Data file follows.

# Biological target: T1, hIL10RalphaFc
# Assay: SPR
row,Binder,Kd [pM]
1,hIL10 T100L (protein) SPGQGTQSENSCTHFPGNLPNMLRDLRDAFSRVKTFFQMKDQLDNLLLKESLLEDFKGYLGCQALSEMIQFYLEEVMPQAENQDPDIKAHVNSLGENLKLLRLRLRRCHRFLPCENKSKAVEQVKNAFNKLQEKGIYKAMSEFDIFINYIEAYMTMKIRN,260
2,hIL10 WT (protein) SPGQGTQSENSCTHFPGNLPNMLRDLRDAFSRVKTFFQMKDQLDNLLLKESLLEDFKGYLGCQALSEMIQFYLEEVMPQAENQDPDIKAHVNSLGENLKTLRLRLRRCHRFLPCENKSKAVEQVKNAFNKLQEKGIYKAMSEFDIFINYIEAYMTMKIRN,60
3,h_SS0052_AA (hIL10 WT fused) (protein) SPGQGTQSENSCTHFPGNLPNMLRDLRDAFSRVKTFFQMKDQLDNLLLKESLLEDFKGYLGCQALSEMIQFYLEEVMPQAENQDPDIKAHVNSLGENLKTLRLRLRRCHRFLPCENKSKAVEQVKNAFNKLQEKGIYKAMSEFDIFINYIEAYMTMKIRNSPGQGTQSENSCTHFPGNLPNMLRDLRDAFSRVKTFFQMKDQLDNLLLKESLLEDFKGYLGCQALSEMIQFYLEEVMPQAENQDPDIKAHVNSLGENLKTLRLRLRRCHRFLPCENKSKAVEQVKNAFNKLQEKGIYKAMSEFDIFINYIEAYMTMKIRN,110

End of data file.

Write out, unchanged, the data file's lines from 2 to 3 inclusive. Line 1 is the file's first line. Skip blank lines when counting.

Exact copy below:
# Assay: SPR
row,Binder,Kd [pM]